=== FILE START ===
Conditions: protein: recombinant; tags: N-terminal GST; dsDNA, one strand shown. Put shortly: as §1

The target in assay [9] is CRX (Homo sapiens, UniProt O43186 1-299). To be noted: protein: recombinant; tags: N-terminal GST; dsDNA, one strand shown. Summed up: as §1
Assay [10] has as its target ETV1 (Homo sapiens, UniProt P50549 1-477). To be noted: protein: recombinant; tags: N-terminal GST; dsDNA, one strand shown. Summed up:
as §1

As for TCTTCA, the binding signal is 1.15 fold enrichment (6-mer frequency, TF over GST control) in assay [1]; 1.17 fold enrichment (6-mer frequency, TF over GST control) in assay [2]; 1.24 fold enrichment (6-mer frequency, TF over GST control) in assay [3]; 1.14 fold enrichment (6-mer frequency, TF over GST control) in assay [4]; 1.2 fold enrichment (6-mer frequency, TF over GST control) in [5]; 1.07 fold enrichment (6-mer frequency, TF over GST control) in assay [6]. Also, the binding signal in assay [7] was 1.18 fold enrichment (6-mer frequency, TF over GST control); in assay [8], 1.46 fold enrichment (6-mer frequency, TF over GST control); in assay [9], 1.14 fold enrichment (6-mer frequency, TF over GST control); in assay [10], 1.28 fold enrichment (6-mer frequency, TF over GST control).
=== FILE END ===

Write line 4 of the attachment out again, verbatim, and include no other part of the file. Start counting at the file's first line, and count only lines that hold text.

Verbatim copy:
as §1